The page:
7 Jul 2007
ANGELA CHARLTON IN PARIS
CHILDREN, stomachs empty and knees quivering, watched as Nazis massacred Jews in the killing fields of Ukraine. Teenagers were forced to bury the victims, shovelling dirt over neighbours and playmates.
Today, these witnesses - now aged men and women - are unburdening themselves of wartime memories, many for the first time, in testimonies to a French priest.
Their words may change history, as they shed light on this poorly known chapter of the Second World War, known as the "Holocaust of the Bullets".
At least 1.5 million Jews were killed on hills and in ravines across German-occupied Ukraine, most slaughtered by submachine guns before the gas chambers became machines of mass killing.
Part of Father Patrick Desbois' work so far - video interviews with Ukrainian villagers, photographs of newly discovered mass graves and archival documents - is on public display for the first time in a haunting exhibit at Paris's Holocaust Memorial.
Executioners were generally allowed one bullet per victim, but sometimes only managed to wound, not kill. Witnesses to numerous massacres told the priest of "stirring" graves.
Samuel Arabski, in video evidence at the Paris exhibit, described a massacre in his village near Zhytomyr in central Ukraine in 1941, when he was 14.
"A policeman gave me a shovel. When I saw people still moving in the grave, I felt sick," he said. "A neighbour pushed me away so I wouldn't fall in the pit. Then my mother came and asked me questions I wasn't able to answer."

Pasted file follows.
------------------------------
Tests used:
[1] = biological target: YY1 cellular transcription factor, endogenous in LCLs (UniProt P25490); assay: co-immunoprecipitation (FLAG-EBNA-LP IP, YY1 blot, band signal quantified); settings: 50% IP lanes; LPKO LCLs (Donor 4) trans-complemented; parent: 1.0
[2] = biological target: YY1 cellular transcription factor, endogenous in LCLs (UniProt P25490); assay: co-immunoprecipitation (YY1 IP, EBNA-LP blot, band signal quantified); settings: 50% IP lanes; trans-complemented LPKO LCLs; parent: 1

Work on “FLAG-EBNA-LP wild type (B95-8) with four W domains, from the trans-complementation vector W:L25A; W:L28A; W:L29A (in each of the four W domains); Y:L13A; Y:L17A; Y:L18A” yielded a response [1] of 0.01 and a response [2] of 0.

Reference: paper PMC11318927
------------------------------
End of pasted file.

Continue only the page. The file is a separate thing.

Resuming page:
Nina Lisitsina was one of the survivors. Five years old, in 1944, she was rounded up near Simferopol in Crimea and forced along with other victims to strip off all her clothes to get ready for an execution."I remember a woman next to me, a child in her arms. I lost consciousness and couldn't hear the shots. Apparently they weren't bothering to finish everyone off," she said. "When I regained consciousness, it was night. I grabbed on to the roots of a tree to get out of the ravine. I don't know how I managed."
The project is central to a broader reassessment of the Nazi horrors in Ukraine that followed the June 1941 invasion of the Soviet Union.
Fr Desbois and his mixed-faith team have located more than 500 mass graves, many never before recorded. "I'm not here to judge," Fr Desbois, whose Catholic grandfather survived a Nazi camp, said. The people whose stories he records, he stresses, were "children, adolescents, they were poor, they were afraid".
The destruction of Ukrainian Jewry is symbolised by Babi Yar, a ravine outside the capital, Kiev, where the Nazis killed about 34,000 Jews in two days in September 1941.
Given Ukraine's long history of anti-Semitism, some are reluctant to absolve these witnesses and participants of responsibility in the Holocaust. But Paul Shapiro, director of the Centre for Advanced Holocaust Studies at a Holocaust museum in Washington, said: "It is too late to be in a blame game. Our obligation is to understand."
FAITH RENEWED AND VICTIMS RECOVERED
HEALING wounds between Jews and Christians has been central to Father Patrick Desbois' career.
He heads a group called Yahad-In Unum, which combines the Hebrew and Latin words for "together", founded in 2004 by Paris's influential Cardinal Jean-Marie Lustiger, whose Jewish mother died at Auschwitz, and Rabbi Israel Singer. Troubled by his grandfather's stories of the Rava Ruska camp in western Ukraine, Fr Desbois visited in the 1990s and asked the mayor where the Jews were buried. The mayor said he did not know.
One year later , Fr Desbois returned to find a new mayor and 110 farmers waiting to lead him to the grassy knoll.
"I was shocked. It was miserable. To see this place and these old, weary faces," the priest said.
Since then, Fr Desbois has been on a mission to fill out historical records. Some of his interview subjects have looked out on grave sites from their kitchen windows for decades. Some even helped dig those pits or fill them in.
Yahad in-Unum's researchers rely heavily on family members of victims or survivors. At the Paris exhibit, a sign near the exit asks anyone with information about someone killed by Nazis in Ukraine to leave a note or to send an e-mail.
"I want to return dignity to the families," Fr Desbois said. "Every story helps us."